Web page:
“Who can share a word someone said about you?”
It didn’t take long for “ugly” and “stupid” to emerge as answers to that question from the circle of 25 jumpy pre-teen girls.
Then author Sakina Ibrahim led the girls in a dance movement to propel those words out, way out the window.
And let their opposites in.
Big Words To Little Me is Ibrahim’s first book. She came to the Wexler Grant School in the Dixwell neighborhood Wednesday at the end of a book tour in which she brings a unique combination of dance movement and anti-bullying self-help exercises to young people.
The get-together was organized by the New Haven Police Department’s Newhallville district as an extension of its Little Free Library initiative that recently debuted at the Winchester Avenue substation.
Officers bearing books have appeared before giving “summonses for reading” to kids at Wexler Grant.
The kids Wednesday were excited that they got the author herself, leading exercises from her book, and signing a free copy — the books were purchased for the kids by Read To Grow — with a personal and tailored note of encouragement to each kid.
Ibrahim, who lives in Springfield, Mass., said the book emerged from her experiences teaching dance when “I realized there were these core challenges” facing teens, both adolescent boys and girls.
She characterized those challenges as: “You don’t want to talk to anybody and adults don’t understand you.”
So she began to work on a book with exercises on the page, as well as appearances incorporating movement that embodies emotions, with the ultimate goal to explore “what I wish I would have known when I was young,” she said.
The book’s engagingly illustrated and designed pages include chapters titled “Who I Am; Feeling Alone/Me Too;” “It’s Not Your Fault/The Power Within;” and “Feelings Aren’t Facts,” among others.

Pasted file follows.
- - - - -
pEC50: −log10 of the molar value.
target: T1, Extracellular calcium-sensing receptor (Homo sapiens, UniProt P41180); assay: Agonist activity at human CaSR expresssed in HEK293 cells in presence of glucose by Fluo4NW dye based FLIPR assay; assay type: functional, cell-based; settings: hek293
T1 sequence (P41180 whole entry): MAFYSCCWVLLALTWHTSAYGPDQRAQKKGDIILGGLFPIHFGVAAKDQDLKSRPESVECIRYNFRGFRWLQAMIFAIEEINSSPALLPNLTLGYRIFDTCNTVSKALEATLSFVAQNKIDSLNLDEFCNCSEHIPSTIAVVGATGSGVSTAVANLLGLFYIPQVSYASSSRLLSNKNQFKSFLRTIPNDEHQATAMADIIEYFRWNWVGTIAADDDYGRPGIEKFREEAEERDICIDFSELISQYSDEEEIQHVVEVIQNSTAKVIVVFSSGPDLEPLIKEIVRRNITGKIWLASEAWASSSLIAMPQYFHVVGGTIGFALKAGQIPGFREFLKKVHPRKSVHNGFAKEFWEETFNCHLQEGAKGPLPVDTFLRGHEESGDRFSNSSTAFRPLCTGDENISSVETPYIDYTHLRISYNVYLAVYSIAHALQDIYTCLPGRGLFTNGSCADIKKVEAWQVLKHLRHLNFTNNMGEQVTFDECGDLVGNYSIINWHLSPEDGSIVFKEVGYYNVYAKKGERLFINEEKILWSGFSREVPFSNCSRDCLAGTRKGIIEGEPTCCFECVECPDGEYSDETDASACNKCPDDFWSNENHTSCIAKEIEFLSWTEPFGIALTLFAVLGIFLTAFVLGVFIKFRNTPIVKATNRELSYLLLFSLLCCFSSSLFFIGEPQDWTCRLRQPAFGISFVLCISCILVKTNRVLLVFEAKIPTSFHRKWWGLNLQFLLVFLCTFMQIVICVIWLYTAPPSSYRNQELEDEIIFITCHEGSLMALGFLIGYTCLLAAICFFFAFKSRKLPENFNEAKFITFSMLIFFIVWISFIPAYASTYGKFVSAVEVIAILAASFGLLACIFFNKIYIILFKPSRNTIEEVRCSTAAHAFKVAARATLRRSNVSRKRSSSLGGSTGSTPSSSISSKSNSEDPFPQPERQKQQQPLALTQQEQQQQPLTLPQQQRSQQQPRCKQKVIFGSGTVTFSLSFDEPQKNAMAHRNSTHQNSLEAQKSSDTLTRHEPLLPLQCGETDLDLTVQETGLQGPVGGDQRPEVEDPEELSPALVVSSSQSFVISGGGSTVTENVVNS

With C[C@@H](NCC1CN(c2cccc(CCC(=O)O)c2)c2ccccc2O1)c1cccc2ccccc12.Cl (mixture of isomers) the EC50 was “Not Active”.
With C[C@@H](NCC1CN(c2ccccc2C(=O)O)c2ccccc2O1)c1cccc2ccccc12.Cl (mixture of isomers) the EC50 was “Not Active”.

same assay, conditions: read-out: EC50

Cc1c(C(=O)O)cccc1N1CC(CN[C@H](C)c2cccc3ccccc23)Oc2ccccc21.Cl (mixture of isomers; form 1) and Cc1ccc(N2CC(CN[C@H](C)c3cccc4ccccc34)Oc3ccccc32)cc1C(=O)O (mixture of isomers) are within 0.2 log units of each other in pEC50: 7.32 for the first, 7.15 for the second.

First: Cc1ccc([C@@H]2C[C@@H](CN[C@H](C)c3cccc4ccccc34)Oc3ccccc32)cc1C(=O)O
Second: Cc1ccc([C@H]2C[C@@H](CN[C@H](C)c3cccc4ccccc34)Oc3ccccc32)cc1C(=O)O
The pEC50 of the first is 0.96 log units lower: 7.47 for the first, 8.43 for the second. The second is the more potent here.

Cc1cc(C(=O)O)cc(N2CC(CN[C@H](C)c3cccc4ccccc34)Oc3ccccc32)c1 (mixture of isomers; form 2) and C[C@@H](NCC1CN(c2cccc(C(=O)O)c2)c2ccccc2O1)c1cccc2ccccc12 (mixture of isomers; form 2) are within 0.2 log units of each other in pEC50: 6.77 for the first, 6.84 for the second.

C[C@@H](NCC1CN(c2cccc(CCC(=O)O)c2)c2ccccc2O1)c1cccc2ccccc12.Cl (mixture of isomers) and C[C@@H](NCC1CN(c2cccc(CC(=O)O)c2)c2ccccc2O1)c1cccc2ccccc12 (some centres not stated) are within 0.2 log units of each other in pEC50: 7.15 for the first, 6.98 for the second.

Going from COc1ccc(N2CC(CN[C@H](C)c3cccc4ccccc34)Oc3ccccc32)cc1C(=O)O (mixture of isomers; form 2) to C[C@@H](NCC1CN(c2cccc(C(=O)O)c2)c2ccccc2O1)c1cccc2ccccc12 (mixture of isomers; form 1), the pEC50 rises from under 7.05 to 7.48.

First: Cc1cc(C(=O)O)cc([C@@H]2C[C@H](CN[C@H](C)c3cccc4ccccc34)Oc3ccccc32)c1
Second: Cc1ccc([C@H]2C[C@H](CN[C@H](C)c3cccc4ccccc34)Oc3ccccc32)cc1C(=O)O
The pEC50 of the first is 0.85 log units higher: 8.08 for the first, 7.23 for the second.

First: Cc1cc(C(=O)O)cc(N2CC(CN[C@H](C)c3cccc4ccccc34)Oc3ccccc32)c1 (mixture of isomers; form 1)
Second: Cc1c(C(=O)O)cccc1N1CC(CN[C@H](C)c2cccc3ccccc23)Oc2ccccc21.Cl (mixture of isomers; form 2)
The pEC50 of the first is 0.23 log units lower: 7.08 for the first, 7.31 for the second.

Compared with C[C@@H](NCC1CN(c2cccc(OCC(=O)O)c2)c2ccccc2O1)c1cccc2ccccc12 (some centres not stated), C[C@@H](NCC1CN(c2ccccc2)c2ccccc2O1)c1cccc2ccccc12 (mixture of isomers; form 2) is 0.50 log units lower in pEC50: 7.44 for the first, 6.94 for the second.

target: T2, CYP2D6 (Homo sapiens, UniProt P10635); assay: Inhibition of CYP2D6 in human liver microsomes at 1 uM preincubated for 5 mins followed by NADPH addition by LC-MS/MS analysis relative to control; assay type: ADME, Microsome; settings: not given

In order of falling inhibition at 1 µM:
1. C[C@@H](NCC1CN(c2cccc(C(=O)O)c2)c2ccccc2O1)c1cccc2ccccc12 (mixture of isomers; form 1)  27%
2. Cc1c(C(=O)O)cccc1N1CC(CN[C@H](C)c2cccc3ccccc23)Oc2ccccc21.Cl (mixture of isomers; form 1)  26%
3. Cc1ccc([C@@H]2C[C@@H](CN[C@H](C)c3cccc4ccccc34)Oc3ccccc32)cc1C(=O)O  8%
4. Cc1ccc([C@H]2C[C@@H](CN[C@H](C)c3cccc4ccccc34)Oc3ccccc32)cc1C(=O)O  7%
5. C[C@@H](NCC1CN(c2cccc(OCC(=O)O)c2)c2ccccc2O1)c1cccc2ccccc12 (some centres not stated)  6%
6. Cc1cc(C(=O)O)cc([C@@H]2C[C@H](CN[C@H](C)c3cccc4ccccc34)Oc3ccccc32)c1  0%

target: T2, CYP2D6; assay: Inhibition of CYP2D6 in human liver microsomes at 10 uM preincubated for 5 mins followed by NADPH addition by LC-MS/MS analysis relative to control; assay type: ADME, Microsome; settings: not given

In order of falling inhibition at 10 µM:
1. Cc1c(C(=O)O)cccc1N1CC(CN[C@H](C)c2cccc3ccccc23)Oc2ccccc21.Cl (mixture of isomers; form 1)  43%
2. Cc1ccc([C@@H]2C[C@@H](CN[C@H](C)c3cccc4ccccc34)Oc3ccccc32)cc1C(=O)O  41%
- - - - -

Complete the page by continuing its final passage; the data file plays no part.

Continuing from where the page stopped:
To counter negative vibes that come your way, for example, Ibrahim directed the kids toward her own favorite chapter in the book, entitled, “Impossible.”
“‘Impossible’ actually spells, ‘I’m possible,’” she pointed out.
That led to the girls working with Ibrahim in the circle to give voice to negative words applied to them, to shoo them away with the kids’ own creative movement, invented there on the spot, and then to substitute positive words, the insults’ exact opposites.
At home, the girls were instructed to follow through on that physical and emotional work using a chart provided in the book with “chatterbox,” that is, the negative words on one side of the page, and “flatterbox,” or positive substitution words on the other.
Wexler Grant reading teacher and community partnership liaison Rhonda Luck, who had assembled the kids for the book event, said she particularly liked how Ibrahim’s approach emphasizes the kids’ valuing not only themselves but also others.
When the circle work had been completed and the girls had to go back to their classes, they first lined up to have Ibrahim inscribe their books not only with her signature, but a message. To Jazmine Lucas, Ibrahim wrote, “Be bold and be strong.”
To Toni Kelly she wrote, “Be strong and make us proud.”
Both girls returned to their classes clutching the books to their hearts.
In 2015 Big Words To Little Me earned a nomination for the prestigious Image Award in the literary category from the NAACP.
Those interested in contacting the author can do so at her site.